Annalise and I have been in America since Sep 2014.  This is partially due to the Ebola outbreak and partially due to needing time to get Annalise's American citizen papers.  We are very excited to be heading back to Sierra Leone the end of this July!!!  Praise God, our friends and all the kids remained safe throughout the Ebola outbreak.

Luba Maternity Center
I am excited to get back to Sierra Leone to open the maternity center in BoTown.  I have a 10 year lease on a building right across the street from my house in BoTown and have it fully renovated to use as a maternity center!!!  All I need now is to drill a well, install a septic tank and get a government license to open a clinic.  I hope to have this open early 2016.

My vision is to provide quality healthcare to women and babies.  As well as have a unit for premature and malnourished infants.  My ultimate goal is to have enough patients that I can use this clinic as a training site for student nurses and midwives.  My heart and vision is to provide quality clinical training to local women.

Luba Maternity Clinic
"Luba means Blessings in the local language"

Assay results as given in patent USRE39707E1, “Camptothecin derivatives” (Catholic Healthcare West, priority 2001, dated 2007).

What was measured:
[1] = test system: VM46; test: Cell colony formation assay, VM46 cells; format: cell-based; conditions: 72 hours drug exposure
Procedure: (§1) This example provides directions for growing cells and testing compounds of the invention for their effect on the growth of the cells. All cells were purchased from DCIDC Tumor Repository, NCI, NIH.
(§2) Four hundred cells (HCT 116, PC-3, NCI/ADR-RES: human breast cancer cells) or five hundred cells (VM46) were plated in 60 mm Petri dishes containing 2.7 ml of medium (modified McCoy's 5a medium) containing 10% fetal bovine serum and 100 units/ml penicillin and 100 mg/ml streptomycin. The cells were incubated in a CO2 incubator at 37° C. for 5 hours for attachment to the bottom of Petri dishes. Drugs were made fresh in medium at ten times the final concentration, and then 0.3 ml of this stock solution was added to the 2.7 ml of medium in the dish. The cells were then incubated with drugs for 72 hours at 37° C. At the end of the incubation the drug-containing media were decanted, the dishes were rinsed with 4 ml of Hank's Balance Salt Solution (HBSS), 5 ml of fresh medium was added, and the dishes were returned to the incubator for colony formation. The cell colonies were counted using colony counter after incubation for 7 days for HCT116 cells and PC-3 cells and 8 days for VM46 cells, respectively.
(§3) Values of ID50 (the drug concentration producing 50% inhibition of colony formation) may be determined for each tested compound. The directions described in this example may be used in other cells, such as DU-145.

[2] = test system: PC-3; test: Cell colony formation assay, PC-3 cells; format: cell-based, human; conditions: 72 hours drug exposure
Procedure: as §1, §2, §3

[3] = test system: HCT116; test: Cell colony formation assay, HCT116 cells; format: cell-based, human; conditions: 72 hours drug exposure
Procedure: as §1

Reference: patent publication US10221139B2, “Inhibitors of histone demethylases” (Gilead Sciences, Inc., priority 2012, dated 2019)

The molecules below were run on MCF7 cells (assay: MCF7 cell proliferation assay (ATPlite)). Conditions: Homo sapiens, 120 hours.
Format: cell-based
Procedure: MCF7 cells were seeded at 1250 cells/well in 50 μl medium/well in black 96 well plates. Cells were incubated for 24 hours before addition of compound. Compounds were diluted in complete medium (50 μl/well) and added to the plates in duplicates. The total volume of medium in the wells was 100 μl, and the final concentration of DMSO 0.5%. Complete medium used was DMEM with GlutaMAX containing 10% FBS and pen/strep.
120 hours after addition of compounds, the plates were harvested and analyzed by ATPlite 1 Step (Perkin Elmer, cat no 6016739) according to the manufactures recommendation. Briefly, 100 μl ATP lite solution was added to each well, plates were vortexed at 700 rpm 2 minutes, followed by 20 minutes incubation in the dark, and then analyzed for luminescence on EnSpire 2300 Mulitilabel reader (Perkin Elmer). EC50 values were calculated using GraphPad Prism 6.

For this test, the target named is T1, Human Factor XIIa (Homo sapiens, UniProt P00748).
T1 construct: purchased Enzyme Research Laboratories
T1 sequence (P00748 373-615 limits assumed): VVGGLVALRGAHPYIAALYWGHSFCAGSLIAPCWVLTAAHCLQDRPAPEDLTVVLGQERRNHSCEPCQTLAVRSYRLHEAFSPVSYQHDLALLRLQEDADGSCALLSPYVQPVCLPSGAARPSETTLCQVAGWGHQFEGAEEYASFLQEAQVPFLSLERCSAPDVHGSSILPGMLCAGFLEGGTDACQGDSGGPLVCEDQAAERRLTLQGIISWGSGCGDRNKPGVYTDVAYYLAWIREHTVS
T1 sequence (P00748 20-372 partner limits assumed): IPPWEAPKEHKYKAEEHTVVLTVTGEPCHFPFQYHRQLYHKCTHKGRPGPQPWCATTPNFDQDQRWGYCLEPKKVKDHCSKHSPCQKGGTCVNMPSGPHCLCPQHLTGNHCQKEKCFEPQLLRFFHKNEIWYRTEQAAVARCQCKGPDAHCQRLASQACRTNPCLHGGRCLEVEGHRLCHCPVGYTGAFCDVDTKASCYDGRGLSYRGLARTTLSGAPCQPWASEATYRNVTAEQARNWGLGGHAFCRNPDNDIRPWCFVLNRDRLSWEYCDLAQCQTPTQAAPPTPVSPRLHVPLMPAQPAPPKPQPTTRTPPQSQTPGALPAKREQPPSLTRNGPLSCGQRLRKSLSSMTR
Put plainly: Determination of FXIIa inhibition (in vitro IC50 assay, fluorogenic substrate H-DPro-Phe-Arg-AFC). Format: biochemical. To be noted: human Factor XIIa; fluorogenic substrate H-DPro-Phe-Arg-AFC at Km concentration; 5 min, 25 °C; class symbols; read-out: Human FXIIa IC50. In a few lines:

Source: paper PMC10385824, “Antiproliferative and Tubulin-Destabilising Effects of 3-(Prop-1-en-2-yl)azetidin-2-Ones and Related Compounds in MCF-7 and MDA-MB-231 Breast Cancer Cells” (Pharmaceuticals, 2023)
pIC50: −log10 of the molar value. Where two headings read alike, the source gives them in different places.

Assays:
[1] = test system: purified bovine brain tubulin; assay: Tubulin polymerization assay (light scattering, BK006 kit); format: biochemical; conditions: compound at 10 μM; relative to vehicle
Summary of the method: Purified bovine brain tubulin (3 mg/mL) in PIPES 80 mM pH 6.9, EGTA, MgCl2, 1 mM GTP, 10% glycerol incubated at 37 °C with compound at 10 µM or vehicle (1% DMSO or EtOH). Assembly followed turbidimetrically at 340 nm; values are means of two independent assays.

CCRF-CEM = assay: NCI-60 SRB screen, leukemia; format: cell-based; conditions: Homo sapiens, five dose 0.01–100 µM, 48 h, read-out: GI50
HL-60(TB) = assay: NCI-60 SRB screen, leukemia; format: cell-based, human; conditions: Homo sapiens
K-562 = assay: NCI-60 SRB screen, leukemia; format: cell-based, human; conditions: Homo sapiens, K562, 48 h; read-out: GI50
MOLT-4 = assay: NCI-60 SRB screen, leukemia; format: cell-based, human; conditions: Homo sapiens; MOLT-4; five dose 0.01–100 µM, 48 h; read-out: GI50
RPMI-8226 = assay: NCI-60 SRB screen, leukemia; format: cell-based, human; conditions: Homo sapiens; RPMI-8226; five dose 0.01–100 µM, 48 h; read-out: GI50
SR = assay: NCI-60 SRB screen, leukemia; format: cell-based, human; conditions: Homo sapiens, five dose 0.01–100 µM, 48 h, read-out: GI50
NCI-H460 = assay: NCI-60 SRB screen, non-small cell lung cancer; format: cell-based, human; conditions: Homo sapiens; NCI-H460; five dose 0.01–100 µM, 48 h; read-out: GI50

More To Come
Between becoming a mom, volunteering as a midwife at Kindoya hospital in BoTown, starting a clinic at Jonathan's House Orphanage and balancing all that life throws at us, I had forgotten about this blog.  But my sincere desire is to start writing again as I know this helps people stay in touch.  If you have any questions or just want to introduce yourself, feel free to email me (

Sierra Leone Sunset. 

Monday, October 1, 2012


           We traveled 3 hours of difficult roads to Pujehun District on Wednesday, Sep 19.  It took 2 hours to go the last 16 miles!  On Thursday morning, we set out to find a village to be our new home.  Mamie Jinnah (our Sierra Leone midwife friend and mentor) went with us – she has contacts in the villages and had previously informed them that we were coming.